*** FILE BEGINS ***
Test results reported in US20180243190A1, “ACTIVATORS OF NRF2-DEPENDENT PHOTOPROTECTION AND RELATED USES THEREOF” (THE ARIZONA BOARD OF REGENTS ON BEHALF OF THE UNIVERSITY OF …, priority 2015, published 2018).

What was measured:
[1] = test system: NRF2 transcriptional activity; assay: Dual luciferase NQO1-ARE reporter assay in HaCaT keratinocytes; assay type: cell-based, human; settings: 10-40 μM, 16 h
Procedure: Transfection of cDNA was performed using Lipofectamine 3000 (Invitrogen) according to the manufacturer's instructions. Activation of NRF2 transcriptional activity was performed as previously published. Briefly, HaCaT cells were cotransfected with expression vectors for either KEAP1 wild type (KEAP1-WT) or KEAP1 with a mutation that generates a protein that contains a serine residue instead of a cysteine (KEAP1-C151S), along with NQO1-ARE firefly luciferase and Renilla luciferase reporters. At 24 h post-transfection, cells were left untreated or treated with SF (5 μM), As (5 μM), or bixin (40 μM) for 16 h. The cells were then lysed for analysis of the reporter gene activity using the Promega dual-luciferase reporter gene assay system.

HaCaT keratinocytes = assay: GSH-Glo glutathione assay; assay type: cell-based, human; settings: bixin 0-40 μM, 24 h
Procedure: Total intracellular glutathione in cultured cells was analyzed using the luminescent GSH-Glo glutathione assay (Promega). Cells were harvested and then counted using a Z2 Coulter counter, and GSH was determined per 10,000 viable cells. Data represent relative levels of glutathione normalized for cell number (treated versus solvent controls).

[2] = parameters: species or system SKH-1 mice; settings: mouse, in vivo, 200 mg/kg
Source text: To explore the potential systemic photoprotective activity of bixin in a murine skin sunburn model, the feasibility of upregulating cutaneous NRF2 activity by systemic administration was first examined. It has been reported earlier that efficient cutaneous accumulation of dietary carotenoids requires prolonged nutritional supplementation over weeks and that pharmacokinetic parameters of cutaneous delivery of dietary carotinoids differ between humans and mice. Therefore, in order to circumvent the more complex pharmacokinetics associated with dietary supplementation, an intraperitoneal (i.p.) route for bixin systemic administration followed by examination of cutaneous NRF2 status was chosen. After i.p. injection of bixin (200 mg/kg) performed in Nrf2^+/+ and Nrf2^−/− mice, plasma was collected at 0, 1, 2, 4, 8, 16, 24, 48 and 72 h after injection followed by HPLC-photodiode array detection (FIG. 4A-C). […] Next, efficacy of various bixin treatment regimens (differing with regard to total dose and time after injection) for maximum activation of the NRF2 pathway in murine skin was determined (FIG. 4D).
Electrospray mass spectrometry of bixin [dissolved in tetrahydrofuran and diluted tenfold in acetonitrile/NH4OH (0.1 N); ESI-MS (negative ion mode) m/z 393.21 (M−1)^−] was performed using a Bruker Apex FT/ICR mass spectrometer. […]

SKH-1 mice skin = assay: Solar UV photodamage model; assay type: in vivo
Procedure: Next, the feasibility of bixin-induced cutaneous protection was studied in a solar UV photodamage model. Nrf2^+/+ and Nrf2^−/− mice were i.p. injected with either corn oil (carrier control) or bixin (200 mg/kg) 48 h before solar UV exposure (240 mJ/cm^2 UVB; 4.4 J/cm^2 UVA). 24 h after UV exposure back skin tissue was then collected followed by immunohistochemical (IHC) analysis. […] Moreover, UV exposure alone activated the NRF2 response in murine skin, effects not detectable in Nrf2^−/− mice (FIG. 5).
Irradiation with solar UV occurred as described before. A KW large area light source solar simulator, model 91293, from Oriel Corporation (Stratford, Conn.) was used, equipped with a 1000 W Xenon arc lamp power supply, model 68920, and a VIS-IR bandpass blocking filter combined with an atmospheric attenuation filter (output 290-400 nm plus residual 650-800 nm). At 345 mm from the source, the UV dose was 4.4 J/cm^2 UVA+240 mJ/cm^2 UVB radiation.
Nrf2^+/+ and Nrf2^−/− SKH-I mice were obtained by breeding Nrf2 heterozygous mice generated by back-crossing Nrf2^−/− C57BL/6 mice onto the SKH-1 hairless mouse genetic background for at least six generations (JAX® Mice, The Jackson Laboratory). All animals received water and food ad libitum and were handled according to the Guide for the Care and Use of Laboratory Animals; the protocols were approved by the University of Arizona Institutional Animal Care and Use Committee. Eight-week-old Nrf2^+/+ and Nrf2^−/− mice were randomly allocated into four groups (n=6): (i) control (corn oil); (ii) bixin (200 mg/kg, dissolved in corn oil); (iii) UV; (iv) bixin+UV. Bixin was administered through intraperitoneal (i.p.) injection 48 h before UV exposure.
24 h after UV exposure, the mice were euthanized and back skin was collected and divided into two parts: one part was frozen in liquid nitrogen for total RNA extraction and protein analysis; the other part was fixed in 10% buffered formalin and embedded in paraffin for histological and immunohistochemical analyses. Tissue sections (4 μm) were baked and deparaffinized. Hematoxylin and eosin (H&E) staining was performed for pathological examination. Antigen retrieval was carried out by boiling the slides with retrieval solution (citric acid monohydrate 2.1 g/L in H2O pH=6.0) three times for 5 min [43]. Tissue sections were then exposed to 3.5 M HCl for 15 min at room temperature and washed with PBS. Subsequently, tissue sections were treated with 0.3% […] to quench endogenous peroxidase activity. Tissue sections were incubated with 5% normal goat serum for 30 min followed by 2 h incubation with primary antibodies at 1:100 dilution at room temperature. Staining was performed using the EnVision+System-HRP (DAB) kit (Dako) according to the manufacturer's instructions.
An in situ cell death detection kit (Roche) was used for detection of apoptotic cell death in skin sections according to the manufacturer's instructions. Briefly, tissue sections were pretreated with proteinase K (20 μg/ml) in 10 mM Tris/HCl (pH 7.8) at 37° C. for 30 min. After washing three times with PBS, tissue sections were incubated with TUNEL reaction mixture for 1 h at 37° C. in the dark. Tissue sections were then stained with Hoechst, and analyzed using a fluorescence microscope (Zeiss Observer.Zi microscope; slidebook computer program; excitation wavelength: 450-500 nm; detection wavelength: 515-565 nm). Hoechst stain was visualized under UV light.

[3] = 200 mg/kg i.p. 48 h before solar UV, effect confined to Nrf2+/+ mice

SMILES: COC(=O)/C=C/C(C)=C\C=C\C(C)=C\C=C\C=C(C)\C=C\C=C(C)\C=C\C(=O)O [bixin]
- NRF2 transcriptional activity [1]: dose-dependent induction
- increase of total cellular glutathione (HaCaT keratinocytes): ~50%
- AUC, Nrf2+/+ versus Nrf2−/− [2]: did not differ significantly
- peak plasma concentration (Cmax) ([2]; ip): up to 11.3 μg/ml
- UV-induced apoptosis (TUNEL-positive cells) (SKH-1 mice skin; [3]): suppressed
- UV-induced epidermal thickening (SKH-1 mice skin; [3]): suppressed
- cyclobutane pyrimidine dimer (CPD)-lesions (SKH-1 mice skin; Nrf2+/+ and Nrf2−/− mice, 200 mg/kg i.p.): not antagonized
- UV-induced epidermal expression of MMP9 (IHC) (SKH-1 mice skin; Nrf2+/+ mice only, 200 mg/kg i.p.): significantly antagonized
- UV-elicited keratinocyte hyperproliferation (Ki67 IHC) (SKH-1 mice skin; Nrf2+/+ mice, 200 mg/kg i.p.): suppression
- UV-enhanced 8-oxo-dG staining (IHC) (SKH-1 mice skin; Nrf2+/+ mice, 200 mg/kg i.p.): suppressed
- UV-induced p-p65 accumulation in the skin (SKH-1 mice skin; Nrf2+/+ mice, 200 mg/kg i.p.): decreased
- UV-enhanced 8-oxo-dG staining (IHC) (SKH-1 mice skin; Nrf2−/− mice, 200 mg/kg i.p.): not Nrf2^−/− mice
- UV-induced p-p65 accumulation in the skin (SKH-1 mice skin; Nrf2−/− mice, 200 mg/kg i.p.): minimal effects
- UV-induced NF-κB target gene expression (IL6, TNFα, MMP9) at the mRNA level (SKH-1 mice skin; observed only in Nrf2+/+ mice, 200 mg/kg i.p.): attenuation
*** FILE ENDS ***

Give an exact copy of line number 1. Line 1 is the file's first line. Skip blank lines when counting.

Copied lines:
Test results reported in US20180243190A1, “ACTIVATORS OF NRF2-DEPENDENT PHOTOPROTECTION AND RELATED USES THEREOF” (THE ARIZONA BOARD OF REGENTS ON BEHALF OF THE UNIVERSITY OF …, priority 2015, published 2018).